Questions About Crows? We’ve Got You Covered

Corvid researcher Kaeli Swift answers your questions about funeral practices, grudges, and other feats of intellect.

a black large-ish bird with its mouth open and calling while sitting on a branch against a yellowish-green background
Corvus corone (carrion crow). Credit: Cristian Gusa/Shutterstock

illustrated stack of books with text 'scifri book club'This story is part of our summer Book Club conversation about Jennifer Ackerman’s book ‘The Genius of Birds.’ Want to participate? Sign up for our newsletter or send us your thoughts on the SciFri VoxPop app.


Stretching all the way back to Aesop’s fable of the crow and the pitcher, corvids—a family of birds that include crows and ravens—are famously clever. New Caledonian crows have been observed using and making tools to collect insects, and certain species of crows can recognize human faces.

So, when the SciFri Book Club decided to read The Genius of Birds by Jennifer Akerman, we had lots of questions about these intelligent birdbrains. Kaeli Swift is a behavioral ecologist specializing in crows and other corvids at the University of Washington, and she spent two hours answering your questions about corvid behavior, from funerals to grudges to other feats of intellect, in a reddit AMA.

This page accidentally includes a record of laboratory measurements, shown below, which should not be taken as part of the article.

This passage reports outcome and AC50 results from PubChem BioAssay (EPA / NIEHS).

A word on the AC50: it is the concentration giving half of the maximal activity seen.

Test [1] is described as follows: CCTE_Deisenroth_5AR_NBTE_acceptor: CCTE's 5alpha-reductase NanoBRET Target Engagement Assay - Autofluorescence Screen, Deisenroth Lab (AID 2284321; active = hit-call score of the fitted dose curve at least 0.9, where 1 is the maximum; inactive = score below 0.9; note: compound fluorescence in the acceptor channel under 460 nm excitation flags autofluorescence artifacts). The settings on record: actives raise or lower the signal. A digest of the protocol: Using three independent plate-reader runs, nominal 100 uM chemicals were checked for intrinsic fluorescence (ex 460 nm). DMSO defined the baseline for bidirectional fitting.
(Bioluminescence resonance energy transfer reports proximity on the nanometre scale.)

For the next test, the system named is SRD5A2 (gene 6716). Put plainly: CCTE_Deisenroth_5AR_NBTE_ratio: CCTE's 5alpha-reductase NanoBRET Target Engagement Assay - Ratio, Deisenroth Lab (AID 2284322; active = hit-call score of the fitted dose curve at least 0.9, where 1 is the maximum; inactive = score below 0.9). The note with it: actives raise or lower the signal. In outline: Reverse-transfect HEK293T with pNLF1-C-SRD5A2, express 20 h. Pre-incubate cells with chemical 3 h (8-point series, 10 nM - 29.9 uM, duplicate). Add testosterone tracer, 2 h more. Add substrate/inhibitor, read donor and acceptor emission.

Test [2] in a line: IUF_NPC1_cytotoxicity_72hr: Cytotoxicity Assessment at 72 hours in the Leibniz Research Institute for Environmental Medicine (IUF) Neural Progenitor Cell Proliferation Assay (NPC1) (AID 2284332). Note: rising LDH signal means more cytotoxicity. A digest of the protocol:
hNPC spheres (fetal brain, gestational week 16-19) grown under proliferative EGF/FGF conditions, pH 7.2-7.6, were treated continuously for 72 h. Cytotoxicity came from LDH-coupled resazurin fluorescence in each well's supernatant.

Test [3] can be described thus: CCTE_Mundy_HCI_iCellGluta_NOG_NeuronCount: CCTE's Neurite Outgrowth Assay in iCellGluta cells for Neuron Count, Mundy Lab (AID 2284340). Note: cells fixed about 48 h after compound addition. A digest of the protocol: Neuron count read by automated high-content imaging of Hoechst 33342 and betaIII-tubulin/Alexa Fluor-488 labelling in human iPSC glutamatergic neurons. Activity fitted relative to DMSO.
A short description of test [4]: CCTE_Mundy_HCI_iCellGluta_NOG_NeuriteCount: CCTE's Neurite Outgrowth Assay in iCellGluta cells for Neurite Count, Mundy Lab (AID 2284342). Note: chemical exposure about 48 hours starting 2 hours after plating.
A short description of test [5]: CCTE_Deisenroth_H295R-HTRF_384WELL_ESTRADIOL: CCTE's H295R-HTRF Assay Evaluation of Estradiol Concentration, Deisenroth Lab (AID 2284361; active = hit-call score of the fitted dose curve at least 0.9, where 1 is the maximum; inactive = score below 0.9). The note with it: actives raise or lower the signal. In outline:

Currently, Swift’s work focuses on what she calls the “cutest” corvid, the Canada jay. But previously, she spent years studying “the fascinating and macabre world of thanatology,” or death sciences. Swift has studied the funeral behaviors of American crows, why crows gather near the bodies of their own deceased, and what might drive their response. “Along the way,” she writes, “I found some pretty surprising things out about how and when crows touch dead crows. Let’s just say sometimes they really put the ‘crow’ in necrophilia!”

Read the full reddit AMA, and check out some highlights below.

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kaeli swift with a crow
Kaeli Swift. Credit: Kaeli Swift

angry crow perched in tree
A crow scolds in response to seeing the dead crow. Its calls will recruit other birds to the area to investigate. Credit: Kaeli Swift


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